>
> Regards,
> Lisa Saffell
> @instagram.com/lisasaffell
> @instagram.com/stl_birder
>
> On Apr 1, 2021, at 10:47 PM, Wendy Williams <alternatewilliam...> wrote:
>
> WARNING: This message has originated from an External Source. This may be a phishing expedition that can result in unauthorized access to our IT System. Please use proper judgment and caution when opening attachments, clicking links, or responding to this email.
> What can be done to decrease the amount of roadkill? Having 33 deaths in 35 miles of such diverse species is outrageous in my view. Is the speed limit too high in that area? Would signage warning of wildlife help at all? Are there opportunities fir an underpass (perhaps a culvert?). What can be done?
> Wendy Williams
> Kirkwood, MO
> St. Louis County
>
>
> Sent from AT&T Yahoo Mail for iPhone
>
> On Thursday, April 1, 2021, 6:39 PM, Terry Miller <millert832...> wrote:
>
> WARNING: This message has originated from an External Source. This may be a phishing expedition that can result in unauthorized access to our IT System. Please use proper judgment and caution when opening attachments, clicking links, or responding to this email.
> As I traveled to St. Joseph today, my wife and I noticed quite a few roadkills. So, on the way back, we kept a tally of them. For the approximately 35 miles, we were able to see 33 roadkills comprising 11 species. They were as follows:
>
> Raccoon - 10
> Opossum - 8
> Muskrat - 2
> WTDeer - 2
> E. Fox Squirrel - 2
> Red-tailed Hawk - 2
> Barred Owl -1
> Striped Skunk - 1
> E. Cottontail - 1
> Coyote - 1
> Black Rat Snake - 1
> Unknown - 2
>
> We should have kept track of Turkey Vultures on the way home as they were often visible soaring but none were near the carcasses. All this made me reflect about their population over the years? Has it increased significantly? I don't ever remember there being a lack of seeing them when it wasn't winter?
>
> I also remember as a teenager, when trapping and selling furs wasn't as taboo in our culture, that raccoons were seldom seen as roadkills. First, the population was surely lower due to all the trapping and the strong fur market. But also a person could pick up a road-killed raccoon, not even skin it, and sell it for 35.00 or more to a local fur buyer. Very few dead raccoons were ever seen on the roads because of that.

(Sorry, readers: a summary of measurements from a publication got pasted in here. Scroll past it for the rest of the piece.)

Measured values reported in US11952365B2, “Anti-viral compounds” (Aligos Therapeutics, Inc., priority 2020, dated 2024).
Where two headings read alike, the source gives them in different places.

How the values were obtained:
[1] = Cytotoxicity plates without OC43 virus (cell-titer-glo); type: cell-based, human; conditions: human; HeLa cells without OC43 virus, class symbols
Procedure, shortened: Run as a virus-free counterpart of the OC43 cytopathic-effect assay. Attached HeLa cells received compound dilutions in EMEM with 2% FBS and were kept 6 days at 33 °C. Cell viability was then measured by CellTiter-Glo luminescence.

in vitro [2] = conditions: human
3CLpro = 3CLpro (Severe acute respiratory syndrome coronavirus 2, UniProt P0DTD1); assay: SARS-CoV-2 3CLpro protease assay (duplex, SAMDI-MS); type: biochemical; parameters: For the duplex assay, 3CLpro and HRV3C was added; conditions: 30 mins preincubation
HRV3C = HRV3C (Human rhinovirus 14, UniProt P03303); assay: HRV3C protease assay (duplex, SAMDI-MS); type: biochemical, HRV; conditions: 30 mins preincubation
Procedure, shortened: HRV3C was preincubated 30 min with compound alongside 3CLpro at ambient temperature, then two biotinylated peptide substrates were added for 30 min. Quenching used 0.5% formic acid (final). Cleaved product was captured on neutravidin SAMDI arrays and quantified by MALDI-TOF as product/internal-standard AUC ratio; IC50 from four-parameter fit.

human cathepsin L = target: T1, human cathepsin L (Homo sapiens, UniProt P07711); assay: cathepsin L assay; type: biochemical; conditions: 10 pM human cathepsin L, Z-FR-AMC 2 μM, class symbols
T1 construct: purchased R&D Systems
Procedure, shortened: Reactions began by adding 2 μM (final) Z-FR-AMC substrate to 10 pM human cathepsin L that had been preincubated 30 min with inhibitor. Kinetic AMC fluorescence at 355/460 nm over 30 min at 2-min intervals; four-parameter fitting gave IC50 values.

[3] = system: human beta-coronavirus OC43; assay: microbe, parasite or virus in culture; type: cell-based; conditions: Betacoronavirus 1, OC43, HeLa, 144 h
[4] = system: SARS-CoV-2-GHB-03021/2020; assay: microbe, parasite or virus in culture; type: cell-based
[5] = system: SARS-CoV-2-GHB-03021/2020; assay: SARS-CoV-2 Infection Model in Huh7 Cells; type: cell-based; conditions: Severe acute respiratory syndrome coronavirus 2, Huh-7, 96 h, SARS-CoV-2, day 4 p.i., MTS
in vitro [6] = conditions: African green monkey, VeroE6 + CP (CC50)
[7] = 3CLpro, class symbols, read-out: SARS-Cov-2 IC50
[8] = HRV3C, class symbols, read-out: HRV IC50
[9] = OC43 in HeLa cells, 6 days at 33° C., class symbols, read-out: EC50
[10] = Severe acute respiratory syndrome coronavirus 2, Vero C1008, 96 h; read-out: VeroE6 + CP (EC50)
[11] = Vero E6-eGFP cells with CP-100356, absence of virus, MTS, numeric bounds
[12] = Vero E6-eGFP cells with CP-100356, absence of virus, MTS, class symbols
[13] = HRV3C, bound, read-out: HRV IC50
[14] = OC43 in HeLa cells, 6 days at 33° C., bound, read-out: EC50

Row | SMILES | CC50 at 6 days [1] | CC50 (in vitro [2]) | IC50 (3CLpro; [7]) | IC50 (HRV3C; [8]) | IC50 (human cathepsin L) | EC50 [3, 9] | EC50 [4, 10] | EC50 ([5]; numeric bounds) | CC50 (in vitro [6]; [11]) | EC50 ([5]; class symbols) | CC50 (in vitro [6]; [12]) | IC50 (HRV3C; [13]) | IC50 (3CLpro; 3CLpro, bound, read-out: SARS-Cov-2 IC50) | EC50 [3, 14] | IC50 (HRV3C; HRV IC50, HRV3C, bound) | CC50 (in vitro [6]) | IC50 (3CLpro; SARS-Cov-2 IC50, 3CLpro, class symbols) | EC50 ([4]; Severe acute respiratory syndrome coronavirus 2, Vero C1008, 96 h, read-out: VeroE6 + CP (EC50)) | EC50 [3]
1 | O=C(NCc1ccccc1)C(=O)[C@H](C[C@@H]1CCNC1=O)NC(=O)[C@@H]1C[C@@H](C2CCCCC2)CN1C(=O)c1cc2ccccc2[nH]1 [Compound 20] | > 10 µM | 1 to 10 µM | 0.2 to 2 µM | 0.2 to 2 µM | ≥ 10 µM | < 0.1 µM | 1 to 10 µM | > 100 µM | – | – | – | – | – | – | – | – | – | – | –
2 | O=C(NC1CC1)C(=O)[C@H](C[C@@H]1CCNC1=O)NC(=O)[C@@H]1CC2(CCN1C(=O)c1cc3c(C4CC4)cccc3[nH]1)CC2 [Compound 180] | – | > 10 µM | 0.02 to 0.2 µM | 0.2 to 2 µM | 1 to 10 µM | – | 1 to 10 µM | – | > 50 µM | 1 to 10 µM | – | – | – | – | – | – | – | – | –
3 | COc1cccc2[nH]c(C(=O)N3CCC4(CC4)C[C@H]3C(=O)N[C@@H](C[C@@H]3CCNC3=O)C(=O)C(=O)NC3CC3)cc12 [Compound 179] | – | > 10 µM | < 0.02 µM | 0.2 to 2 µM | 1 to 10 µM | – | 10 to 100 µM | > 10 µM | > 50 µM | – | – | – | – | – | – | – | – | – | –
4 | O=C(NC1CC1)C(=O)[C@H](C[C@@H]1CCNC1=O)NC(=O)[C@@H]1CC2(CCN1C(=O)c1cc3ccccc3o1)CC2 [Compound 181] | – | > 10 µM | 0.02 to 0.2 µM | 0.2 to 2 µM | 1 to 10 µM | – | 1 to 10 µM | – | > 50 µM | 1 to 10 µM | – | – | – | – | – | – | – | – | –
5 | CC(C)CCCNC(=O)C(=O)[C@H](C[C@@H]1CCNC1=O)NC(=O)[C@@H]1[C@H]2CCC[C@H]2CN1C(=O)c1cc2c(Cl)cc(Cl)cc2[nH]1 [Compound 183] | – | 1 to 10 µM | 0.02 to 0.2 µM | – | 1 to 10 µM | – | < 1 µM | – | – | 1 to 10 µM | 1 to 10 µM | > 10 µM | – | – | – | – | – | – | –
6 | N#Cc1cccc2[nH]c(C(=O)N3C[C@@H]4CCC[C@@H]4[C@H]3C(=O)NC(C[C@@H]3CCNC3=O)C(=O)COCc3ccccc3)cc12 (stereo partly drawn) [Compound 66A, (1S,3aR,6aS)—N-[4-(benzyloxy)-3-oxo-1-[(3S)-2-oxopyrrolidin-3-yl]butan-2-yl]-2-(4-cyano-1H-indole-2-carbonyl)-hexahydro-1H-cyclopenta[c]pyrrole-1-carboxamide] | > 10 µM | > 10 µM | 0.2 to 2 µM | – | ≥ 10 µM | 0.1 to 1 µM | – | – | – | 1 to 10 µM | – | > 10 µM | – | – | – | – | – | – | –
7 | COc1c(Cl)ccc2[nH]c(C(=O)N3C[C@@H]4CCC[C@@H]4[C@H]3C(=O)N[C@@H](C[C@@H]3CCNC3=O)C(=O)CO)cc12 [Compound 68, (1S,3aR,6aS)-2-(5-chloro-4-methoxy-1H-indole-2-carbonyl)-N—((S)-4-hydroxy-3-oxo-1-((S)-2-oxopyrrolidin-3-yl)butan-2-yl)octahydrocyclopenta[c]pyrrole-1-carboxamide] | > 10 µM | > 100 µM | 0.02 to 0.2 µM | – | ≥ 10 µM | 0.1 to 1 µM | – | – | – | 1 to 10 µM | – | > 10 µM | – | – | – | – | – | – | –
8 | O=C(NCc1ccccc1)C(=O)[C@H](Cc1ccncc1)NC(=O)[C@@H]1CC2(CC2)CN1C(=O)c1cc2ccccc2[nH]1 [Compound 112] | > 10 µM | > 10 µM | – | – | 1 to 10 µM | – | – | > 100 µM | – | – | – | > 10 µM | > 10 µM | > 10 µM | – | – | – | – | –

>
> The recent thread concerning Black Vultures and their predation on calves also comes to mind. In the northern part of the state, Black Vultures are not seen. I have no idea if their population has increased very much over the years or not? Would the reduced trapping of furbearers today (due to such low prices) and the associated increase in roadkills have influenced an increase in either Turkey Vultures or Black Vultures over the years?
>
> If anyone has some knowledge of their population trends, please share that information if you would?
>
> Enjoy the Spring!!
>
>
> Terry L. Miller
> Plattsburg, MO
> <millert832...>
>
> www.millerstaxidermy.net
>
> Follow me on Instagram: terryl.miller
>
> "Ever since the creation of the world his invisible nature, namely his eternal power and deity, has been clearly perceived in the things that have been made." Romans 1:20
> The Missouri Birding Society's Wild Bird Discussion Forum
> Archives / Subscription options / MBS Website / Email the list owners
> ABA Birding Code of Ethics
>
> The Missouri Birding Society's Wild Bird Discussion Forum
> Archives / Subscription options / MBS Website / Email the list owners
> ABA Birding Code of Ethics
>
> The Missouri Birding Society's Wild Bird Discussion Forum
> Archives / Subscription options / MBS Website / Email the list owners
> ABA Birding Code of Ethics
>
>
> The Missouri Birding Society's Wild Bird Discussion Forum
> Archives / Subscription options / MBS Website / Email the list owners
> ABA Birding Code of Ethics


------------------------------------------------------------
The Missouri Birding Society's Wild Bird Discussion Forum

List archives: https://po.missouri.edu/archives/mobirds-l.html
MBS Website: http://mobirds.org/
Questions or comments? Email the list owners: mailto:<mobirds-l-request...>
To unsubscribe or change subscription options: https://po.missouri.edu/cgi-bin/wa?SUBED1=mobirds-l&A=1
ABA Birding Code of Ethics: http://www.aba.org/about/ethics.html
 
Join us on Facebook!